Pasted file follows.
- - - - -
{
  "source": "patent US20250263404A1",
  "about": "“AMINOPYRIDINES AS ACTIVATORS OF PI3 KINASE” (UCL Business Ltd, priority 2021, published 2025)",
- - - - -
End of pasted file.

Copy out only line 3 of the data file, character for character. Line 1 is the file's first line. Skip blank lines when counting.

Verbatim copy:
  "about": "“AMINOPYRIDINES AS ACTIVATORS OF PI3 KINASE” (UCL Business Ltd, priority 2021, published 2025)",